This was all very typical.  They extolled each other’s battlefield virtues, but not their own.

Just as my dad indicated, I had heard these things, this old battlefield wisdom, before.  My whole life, in fact. More stories followed. More laughter, backslapping, and beer. Indeed, the cans in the center of the table began to pile up and lips became looser.

Those of us who have heard a lot of old war stories, the wives, the sons and daughters, learn to distinguish the authentic from the fictional.  Because the men who did the real fighting as these men had—and I mean the really brutal, prolonged, on the ground stuff where the sight and smell of the dead forever sears memories—they don’t like to talk about the details.  Not even with each other. The guy who talks casually about killing and seeing people killed? You can bet that he’s either a fraud or that combat has unhinged him. “When your dad came home from Korea,” my Uncle Larry recently told me, “he had a chest full of ribbons.  He was a hero. But he wouldn’t talk about it in anything but general terms.” And nor did the rest of 8th Company who had their share of ribbons, too.  The stories they told on this reunion weekend were mostly amusing, but to the veteran listener of veterans’ stories, you knew that the humor masked a horror.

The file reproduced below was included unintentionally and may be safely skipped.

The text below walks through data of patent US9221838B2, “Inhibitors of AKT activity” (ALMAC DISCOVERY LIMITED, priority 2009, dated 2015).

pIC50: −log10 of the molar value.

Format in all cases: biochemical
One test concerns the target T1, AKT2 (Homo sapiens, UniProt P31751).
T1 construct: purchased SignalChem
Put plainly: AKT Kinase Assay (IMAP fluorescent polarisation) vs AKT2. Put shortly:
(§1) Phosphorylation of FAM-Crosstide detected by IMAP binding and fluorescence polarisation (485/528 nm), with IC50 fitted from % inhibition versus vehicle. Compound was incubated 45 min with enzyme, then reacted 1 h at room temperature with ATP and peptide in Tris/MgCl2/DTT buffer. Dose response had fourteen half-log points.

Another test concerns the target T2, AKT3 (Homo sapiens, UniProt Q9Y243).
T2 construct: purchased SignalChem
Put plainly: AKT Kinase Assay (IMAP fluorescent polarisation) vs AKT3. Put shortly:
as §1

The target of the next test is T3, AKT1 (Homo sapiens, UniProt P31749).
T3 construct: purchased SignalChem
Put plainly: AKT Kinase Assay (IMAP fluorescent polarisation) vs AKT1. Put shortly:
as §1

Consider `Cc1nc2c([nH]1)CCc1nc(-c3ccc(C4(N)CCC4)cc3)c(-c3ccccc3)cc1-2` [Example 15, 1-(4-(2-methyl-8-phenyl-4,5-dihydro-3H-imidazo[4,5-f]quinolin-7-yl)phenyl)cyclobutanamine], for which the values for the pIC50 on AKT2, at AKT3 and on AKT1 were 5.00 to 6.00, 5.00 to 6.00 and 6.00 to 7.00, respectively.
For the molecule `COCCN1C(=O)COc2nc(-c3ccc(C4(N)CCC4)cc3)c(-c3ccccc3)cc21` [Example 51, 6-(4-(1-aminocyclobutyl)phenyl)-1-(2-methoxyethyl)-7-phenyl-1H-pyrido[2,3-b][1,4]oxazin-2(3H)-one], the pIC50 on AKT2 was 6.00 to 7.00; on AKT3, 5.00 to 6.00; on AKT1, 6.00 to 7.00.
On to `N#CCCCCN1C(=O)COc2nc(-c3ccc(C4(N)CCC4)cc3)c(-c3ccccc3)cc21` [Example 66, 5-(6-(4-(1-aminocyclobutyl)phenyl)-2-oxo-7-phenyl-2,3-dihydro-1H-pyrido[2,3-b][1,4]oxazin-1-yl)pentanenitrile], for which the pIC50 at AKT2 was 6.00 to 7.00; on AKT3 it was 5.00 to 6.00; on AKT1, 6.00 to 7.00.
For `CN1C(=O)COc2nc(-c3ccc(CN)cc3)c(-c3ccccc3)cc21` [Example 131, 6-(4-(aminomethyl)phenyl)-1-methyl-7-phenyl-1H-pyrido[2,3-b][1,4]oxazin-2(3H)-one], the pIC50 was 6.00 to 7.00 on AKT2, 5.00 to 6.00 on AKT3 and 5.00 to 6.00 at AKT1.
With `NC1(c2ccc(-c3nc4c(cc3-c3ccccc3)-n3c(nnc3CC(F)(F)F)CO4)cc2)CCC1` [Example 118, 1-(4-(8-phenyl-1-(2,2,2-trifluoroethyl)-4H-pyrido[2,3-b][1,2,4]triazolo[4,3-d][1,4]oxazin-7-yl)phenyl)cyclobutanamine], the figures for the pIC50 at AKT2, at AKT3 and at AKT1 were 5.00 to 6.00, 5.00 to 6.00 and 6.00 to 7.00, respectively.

All of these men dealt with the psychological wounds of war whether they ever received a Purple Heart or not.  My mother tells me that my dad suffered from hideous nightmares to the day he died, a recurring one being that he had fallen into a thinly covered mass grave full of bodies in a state of decomposition.  Though he fights to climb out over the bodies, the rotten flesh slides off the bones as he grips them and their flesh remained on him for days until he could bathe, a luxury not afforded to men behind enemy lines.  Though he would never say, she thinks the nightmare reflected an actual occurrence. I suspect all of these men had nightmares.

Years later, as my father lay on his deathbed delirious from the heavy doses of morphine, he returned to the battlefield.  I will never forget his words, a command shouted with urgency and authority: “Cover the left flank! Cover the left flank!  Move!  Move! Move!”  The order was repeated along with something about laying down suppressive fire.  Whatever battle he was in, he was reliving it and he was determined to hold the line.  In that moment, I prayed that the Lord would take him. He was suffering the horror of war all over again.